Kakao to acquire carpool operator

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Kakao to acquire carpool operator

Kakao Mobility, a mobility business spin-off of mobile service provider Kakao, said it will acquire local carpool start-up Luxi at 25.2 billion won ($23.4 million) on Wednesday.

Luxi, which launched its carpool service in 2016, has grown to be one of the major carpool service operators in Korea along with Poolus. Last year, the start-up attracted 5 billion won in investment from Hyundai Motor.

While Kakao Mobility has been operating taxi-hailing service KakaoTaxi, the company said it has been running short of drivers to meet surging demand, especially at peak times such as during commuting hours or after midnight. Kakao hopes to complement its existing service with the carpool app.

According to the mobility arm of Kakao, there were 230,000 calls for taxis through the KakaoTaxi app between 8 a.m. and 9 a.m. on Dec. 18, however there were only about 26,000 taxis available at the time. On a daily basis, the app gets about 2.4 million orders at maximum, the company said.

As conflict between carpool service providers and local taxi operators has been growing, Kakao made sure to note that the “carpool service will only be used to cover shortages of taxis and to alleviate customer inconvenience,” in a statement Wednesday, adding it will only offer carpool services “within the legal boundaries.”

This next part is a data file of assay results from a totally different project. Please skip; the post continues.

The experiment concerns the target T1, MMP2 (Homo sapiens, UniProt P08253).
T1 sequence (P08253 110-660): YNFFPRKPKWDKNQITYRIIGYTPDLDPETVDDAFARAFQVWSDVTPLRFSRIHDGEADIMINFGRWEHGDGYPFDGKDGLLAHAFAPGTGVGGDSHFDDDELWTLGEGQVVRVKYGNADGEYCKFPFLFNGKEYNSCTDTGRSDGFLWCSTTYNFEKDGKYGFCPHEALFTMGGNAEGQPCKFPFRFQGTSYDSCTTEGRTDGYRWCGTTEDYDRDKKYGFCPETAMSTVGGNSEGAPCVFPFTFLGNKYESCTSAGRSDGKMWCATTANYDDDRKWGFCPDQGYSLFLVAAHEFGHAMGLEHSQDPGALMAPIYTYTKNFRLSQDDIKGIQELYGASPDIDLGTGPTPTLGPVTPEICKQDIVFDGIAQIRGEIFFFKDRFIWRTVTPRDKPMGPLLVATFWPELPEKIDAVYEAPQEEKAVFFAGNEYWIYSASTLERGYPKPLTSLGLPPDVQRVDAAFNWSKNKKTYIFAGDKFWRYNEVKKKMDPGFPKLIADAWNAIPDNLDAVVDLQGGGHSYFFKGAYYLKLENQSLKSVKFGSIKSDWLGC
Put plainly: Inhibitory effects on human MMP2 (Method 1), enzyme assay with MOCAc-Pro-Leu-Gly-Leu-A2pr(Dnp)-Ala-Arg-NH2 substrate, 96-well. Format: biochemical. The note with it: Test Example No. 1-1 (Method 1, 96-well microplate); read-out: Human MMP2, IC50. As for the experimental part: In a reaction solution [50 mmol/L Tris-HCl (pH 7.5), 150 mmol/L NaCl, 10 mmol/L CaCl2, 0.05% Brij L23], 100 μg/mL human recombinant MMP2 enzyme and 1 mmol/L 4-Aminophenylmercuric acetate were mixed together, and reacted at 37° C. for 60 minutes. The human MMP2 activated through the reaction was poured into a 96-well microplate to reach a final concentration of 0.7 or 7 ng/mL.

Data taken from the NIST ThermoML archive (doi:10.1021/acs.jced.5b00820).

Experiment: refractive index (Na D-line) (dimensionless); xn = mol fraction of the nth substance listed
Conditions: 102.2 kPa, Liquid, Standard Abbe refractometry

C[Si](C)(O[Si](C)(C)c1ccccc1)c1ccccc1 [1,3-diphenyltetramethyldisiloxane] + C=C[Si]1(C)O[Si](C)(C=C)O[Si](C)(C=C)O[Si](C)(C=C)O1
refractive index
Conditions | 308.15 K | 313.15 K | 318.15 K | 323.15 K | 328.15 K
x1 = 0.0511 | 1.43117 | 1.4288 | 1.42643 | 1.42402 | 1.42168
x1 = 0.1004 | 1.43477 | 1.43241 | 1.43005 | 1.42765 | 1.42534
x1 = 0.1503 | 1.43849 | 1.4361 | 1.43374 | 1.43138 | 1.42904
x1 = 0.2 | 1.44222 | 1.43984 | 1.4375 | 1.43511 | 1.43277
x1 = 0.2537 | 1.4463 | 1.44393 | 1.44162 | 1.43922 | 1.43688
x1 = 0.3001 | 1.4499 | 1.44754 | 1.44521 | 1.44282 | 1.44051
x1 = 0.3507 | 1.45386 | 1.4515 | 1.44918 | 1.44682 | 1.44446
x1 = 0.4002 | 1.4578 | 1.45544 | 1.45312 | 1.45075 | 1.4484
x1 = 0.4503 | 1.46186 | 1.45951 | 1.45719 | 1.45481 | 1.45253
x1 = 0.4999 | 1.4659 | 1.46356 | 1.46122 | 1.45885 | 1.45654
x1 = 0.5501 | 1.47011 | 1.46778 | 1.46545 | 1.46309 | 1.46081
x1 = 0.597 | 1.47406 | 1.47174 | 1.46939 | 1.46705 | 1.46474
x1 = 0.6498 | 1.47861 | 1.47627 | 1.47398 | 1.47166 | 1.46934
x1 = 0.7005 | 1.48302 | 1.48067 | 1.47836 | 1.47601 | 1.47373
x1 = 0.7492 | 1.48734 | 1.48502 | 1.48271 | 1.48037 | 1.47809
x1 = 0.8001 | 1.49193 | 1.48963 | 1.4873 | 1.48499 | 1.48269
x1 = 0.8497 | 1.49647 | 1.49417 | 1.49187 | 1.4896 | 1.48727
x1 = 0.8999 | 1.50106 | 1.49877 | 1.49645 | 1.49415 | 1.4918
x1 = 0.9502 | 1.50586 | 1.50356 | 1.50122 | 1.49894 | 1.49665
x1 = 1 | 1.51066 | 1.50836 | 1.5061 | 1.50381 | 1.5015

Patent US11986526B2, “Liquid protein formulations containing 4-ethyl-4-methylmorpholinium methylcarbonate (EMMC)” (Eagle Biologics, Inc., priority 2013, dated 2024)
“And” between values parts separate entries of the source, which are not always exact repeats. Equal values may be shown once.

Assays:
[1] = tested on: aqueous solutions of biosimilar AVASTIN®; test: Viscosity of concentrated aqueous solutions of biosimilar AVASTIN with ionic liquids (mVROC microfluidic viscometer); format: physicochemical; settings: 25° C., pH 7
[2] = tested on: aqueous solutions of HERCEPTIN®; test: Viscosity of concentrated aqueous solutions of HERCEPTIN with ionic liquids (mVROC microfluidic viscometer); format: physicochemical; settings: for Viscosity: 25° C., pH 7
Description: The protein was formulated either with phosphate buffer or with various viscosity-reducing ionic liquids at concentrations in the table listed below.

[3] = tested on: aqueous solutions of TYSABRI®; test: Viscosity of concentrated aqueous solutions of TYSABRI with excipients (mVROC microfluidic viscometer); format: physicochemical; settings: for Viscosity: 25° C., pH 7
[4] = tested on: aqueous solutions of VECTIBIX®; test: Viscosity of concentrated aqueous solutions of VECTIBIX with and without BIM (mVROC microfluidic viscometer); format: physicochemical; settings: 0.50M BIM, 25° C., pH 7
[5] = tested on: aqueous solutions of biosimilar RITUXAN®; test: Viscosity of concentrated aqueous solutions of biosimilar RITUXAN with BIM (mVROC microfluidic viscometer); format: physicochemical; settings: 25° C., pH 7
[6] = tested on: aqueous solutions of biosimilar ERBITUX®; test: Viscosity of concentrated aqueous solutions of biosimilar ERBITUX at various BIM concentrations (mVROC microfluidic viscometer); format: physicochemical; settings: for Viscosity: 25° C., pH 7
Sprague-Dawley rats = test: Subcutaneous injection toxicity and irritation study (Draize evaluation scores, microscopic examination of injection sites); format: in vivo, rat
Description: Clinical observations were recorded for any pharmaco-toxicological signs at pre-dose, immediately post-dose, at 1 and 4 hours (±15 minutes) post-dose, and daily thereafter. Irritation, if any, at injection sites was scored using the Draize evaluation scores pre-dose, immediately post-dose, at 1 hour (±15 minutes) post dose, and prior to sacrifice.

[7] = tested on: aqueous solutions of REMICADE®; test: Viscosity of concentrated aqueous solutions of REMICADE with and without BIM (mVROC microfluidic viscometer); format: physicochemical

Ride-hailing services like Uber are currently not able to operate in Korea as they are considered a threat to the local taxi industry and Korean transportation law prevents drivers without a professional license from driving for business.

Carpooling services are allowed to operate during commuting hours - from 5 a.m. through 11 a.m. and 5 p.m. through 2 a.m.

However, the dispute with taxi operators heightened last year after carpool service operator Poolus let drivers decide themselves which four hours in the morning and evening constituted their ‘commuting hours.’ Poolus said it was allowing for increasingly common flexible working hours, but taxi operators argued the start-up was trying to operate a 24-hour ride-hailing service.

The issue is still being disputed, with the taxi industry refusing to talk with carpooling business operators despite continued efforts from the presidential committee on the fourth industrial revolution to link the two parties for talks.

As Kakao has now brought both taxi drivers and a carpooling operation under its wing, it is likely that the mobility giant will attempt to mediate the dispute and come up with a business model that offers mutual benefits.

In the meantime, Kakao Mobility plans to keep expanding its business portfolio, which already includes taxi-hailing and driver-hailing services as well as a parking lot reservation service and navigation solutions.

BY KIM JEE-HEE [kim.jeehee@joongang.co.kr]
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